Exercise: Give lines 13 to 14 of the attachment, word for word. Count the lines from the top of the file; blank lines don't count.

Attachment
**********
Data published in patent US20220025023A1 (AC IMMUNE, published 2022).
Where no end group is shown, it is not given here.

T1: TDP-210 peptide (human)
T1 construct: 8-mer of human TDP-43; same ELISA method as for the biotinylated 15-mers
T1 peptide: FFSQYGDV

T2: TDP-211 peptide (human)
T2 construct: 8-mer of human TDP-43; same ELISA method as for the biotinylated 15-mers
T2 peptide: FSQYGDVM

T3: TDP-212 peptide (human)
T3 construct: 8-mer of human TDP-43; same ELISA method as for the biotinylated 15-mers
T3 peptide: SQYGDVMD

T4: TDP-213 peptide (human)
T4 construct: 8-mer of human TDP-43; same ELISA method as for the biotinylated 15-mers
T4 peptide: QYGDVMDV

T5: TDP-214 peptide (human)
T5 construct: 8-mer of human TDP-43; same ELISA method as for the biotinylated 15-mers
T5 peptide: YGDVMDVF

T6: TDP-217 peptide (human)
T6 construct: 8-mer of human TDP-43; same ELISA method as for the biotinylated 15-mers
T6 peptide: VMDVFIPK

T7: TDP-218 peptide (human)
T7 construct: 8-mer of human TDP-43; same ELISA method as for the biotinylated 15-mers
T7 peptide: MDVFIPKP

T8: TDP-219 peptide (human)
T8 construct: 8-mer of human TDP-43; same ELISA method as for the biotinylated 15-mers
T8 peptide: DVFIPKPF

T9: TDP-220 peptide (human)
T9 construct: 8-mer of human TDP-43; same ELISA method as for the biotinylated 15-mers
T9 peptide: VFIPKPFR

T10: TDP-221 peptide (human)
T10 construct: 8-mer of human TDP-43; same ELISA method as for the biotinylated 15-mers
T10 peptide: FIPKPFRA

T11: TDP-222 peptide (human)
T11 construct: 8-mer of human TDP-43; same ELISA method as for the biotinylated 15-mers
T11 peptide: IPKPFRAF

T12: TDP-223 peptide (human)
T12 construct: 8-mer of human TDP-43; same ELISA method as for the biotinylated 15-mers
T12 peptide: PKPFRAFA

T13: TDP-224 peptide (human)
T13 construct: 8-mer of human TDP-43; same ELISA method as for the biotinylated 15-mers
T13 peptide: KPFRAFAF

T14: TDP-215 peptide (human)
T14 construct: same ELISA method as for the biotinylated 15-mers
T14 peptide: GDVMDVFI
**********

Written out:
T4 construct: 8-mer of human TDP-43; same ELISA method as for the biotinylated 15-mers
T4 peptide: QYGDVMDV